To understand the increasingly psychopathic culture in which we live, it is helpful to consider both psychological and sociological factors.  The process of accelerated social and economic change which began with the Industrial Revolution in the latter part of the eighteenth century and progressed through the twentieth century has led to the “global” society of the present day. In this “new world order,” the pace of competition is furious and seemingly unrelenting; and there is great pressure to produce, sell, and make a profit – at any cost.  The old adage – “it’s either eat or get eaten” – seems to apply.  “Externalities” - such as the destruction of the natural environment and the melting down of diverse cultural traditions into a homogenous mélange of sameness - seem a small price to pay for survival and “growth.”  A key role in facilitating this competitive process is played by the advertising industry.  The goal of advertising is persuasion, and the means of persuasion utilized often involve the purveying of lies, either directly or indirectly.  In our present culture, this situation corresponds to the tendency of many people to see themselves as commodities and to promote themselves as such – even in their most intimate relationships.  Such people tend to “re-invent” themselves to suit the needs of the moment.  Words and images become tools of manipulation.  Uniformity becomes "diversity,” lies become “truth” and, to use a popular legal term, communication becomes “parsing.”  In a world of “virtual” reality, whatever can be “sold” is “true.”  In such a context, the value of personal honesty becomes questionable.  When this happens, human beings are confronted with a serious problem.  This is necessarily so, because honesty and healthy functioning go together.  When a basic sense of honesty is lost, we are entitled to conclude that people are in trouble.  Such a conclusion is justified by the deeply rooted nature of human honesty itself.

    In spite of appearances to the contrary, personal integrity and forthrightness are grounded in the biological depths of the human organism.  No healthy person freely chooses deception over honesty as a way of being.  It is only when he or she learns that honesty is penalized and devalued that manipulation of the truth becomes a preferred course of action.  Typically, this takes place in childhood as part of the socialization process in the family, at school, and in the society at large.  One of the consequences of this process is that one learns generally not only to be dishonest with others but with oneself as well. [4]  In human terms, such a situation is dysfunctional; in practical terms and in the short run, it has survival value.

    In serious personal growth work, the question of honesty is a crucial factor.  Breathing, for example, needs to become deeper in order to increase the energy level and potency of the person; but deeper breathing leads to increased feeling, and if an individual is not prepared to be honest with himself or herself, how can he or she face the emergence of repressed feelings?  The same holds true at a verbal level.  In order for constructive change in personality to take place, a person must be prepared to question his or her established self-image; but how can this occur if any challenge to one’s self-image is felt to be insulting and threatening?  Both somatically and verbally, an individual may desire healthy change, but at the same time, he or she may be of the opinion that any transformation in his or her way of being entails unacceptable risks.  In such instances, a person may indignantly raise the objection: “What right do you have to question my reality?  I’m fine!  There’s no problem!”  Such an attitude represents a defense against unpleasant self-confrontation.  With greater personal honesty, change would be less complicated and easier to achieve, but that is the problem.  It is this very lack of personal honesty – the presence of self-deception - that inhibits constructive growth and development.  Beneath the level of self-deception lies the pain of having been lied to, betrayed, and manipulated during one’s formative years.  One has been sold a false bill of goods.  One then “makes the best of it,” internalizes the process of deception, and “re-invents” reality.  It is a devilish bargain, born of a devilish situation, and it results in the type of confusion described by Shakespeare in the tragedy of Macbeth:  “Fair is foul, and foul is fair.”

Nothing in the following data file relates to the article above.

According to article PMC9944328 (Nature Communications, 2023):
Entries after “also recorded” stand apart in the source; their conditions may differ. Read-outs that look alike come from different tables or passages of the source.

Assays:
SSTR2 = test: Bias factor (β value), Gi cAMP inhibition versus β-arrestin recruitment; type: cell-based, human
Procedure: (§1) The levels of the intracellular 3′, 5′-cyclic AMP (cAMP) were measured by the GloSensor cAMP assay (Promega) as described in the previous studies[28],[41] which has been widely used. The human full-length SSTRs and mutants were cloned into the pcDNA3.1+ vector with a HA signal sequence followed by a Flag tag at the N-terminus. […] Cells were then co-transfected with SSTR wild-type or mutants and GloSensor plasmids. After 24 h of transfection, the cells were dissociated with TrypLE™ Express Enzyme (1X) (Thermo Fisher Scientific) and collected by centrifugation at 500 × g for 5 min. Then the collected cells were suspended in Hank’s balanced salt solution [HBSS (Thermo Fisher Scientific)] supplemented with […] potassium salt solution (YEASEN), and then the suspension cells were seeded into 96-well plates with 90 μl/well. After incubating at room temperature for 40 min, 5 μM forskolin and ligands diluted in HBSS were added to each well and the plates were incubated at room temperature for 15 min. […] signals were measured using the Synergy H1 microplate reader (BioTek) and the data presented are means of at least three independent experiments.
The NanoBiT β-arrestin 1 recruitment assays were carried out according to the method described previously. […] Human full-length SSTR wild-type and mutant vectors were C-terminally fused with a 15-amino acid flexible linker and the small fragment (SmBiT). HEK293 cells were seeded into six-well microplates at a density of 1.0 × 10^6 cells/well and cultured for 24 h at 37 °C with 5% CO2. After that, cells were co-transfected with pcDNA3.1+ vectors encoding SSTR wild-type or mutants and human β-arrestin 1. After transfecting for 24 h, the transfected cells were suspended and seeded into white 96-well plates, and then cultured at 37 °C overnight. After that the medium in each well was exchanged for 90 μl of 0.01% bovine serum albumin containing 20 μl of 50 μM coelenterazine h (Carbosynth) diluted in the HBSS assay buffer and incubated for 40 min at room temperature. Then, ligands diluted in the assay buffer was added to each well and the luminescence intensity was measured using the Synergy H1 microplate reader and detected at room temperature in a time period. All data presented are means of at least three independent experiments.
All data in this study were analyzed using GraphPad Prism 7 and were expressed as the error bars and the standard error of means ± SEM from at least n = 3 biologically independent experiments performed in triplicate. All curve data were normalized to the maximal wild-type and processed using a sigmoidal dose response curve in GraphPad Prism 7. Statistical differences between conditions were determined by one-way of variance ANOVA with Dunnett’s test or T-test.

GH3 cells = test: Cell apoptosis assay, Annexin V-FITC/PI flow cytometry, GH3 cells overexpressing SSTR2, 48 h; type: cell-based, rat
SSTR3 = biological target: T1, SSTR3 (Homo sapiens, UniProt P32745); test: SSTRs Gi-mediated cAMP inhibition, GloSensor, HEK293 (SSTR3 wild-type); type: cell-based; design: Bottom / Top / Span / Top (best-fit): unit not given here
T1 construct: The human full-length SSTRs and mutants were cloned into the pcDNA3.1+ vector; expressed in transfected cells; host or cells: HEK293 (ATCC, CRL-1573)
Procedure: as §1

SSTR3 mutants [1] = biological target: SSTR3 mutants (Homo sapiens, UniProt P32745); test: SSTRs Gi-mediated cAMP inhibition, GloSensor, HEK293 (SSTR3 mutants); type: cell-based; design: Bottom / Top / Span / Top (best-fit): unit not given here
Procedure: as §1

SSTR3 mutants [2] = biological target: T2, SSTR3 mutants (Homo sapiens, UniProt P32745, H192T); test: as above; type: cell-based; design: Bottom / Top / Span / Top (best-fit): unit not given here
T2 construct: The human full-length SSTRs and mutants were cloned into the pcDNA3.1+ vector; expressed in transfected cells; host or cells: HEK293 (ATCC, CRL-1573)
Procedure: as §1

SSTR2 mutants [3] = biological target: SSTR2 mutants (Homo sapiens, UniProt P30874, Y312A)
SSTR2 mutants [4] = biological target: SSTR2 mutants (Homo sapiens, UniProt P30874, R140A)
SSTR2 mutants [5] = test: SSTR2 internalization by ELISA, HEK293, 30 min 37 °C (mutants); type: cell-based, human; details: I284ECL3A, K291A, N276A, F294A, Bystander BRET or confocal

It is important to recognize that there is no simple solution to the problem of dishonesty, and this is true in the context of serious personal growth work.  By its very nature, such work requires honest communication between client and instructor.  Rooted in defensive self-deception, the client’s resistance to discovering unpleasant truths may present a formidable obstacle to honest communication. [5]  The art of confronting resistances is, to a considerable extent, the art of calibrating the degree of forthright communication that is established with the client and brought into play in the interest of deeper self-understanding and improved personal functioning.  In this process, one must be aware that the client’s thoughts and feelings may well be similar to the attitude expressed by Danton, confronting his fate during the French revolution: “Truth, bitter truth.” [6]  Nonetheless, the gradual emergence of the truth of one’s life, elaborated through dialogue and clarified in the context of the client’s overall personal history, can lead to an increased capacity for honesty and a deeper commitment to the truth of one’s being.  Genuine movement in this direction represents the challenge and the reward of personal growth.  

[1] See Caplan, F. and Caplan, T.  The Second Twelve Months of Life (New York: Bantam Books, 1980).
[2] Pleasure: A Creative Approach to Life (New York: Penguin Books, 1970), Chapter 6.

[3] See Lowen, Alexander.  Psychopathic Behavior and the Psychopathic Personality (New York: Institute for Bioenergetic Analysis, monograph, 1976).  Also see Meloy, J. Reid.  The Psychopathic Mind: Origins, Dynamics, and Treatment (Northvale, New Jersey: Jason Aronson Inc., 1992).

[4] See Laing, R.D.  The Politics of the Family and Other Essays (New York: Vintage Books, 1971).

[5] See Lawson, J. “Confronting Resistances” in The Affirmation of Life (Portland, Oregon: Ardengrove Press, 1991).  This chapter is available at the “Publications” page of

[6] Words ascribed to Danton by Stendhal at the beginning of his novel The Red and the Black.